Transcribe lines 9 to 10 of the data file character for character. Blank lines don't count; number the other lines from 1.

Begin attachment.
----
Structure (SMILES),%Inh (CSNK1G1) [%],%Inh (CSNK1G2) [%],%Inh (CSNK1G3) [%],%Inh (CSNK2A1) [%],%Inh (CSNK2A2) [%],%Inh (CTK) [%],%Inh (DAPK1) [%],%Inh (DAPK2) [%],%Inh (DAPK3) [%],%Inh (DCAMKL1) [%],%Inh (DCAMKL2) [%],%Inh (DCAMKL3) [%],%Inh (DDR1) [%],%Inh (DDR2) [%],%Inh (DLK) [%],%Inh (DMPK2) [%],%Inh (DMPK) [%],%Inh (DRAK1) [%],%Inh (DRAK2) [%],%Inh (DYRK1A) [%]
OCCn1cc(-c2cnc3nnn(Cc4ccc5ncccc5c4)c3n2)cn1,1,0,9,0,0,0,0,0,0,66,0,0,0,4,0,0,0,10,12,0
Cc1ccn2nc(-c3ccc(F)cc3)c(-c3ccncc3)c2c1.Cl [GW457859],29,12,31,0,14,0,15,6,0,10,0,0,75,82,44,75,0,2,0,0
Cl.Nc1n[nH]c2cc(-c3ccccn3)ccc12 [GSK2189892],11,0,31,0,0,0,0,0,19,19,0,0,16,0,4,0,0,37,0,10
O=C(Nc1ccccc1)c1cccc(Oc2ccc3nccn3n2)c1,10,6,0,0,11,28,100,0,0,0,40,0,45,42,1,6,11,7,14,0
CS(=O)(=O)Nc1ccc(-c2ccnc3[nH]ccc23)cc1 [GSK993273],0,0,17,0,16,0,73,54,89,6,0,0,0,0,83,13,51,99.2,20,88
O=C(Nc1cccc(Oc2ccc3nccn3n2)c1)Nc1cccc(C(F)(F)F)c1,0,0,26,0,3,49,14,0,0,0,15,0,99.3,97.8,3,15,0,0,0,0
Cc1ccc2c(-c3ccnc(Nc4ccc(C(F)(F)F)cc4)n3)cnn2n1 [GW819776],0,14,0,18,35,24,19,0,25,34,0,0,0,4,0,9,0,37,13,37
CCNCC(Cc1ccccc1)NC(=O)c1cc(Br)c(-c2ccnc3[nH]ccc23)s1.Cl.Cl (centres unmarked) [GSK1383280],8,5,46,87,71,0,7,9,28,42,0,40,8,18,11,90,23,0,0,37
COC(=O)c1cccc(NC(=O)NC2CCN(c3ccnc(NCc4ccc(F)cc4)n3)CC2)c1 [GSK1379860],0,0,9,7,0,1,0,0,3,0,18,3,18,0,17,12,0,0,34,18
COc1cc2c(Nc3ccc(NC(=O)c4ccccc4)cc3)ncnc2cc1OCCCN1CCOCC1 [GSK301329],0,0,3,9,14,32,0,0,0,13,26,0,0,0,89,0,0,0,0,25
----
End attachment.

CCNCC(Cc1ccccc1)NC(=O)c1cc(Br)c(-c2ccnc3[nH]ccc23)s1.Cl.Cl (centres unmarked) [GSK1383280],8,5,46,87,71,0,7,9,28,42,0,40,8,18,11,90,23,0,0,37
COC(=O)c1cccc(NC(=O)NC2CCN(c3ccnc(NCc4ccc(F)cc4)n3)CC2)c1 [GSK1379860],0,0,9,7,0,1,0,0,3,0,18,3,18,0,17,12,0,0,34,18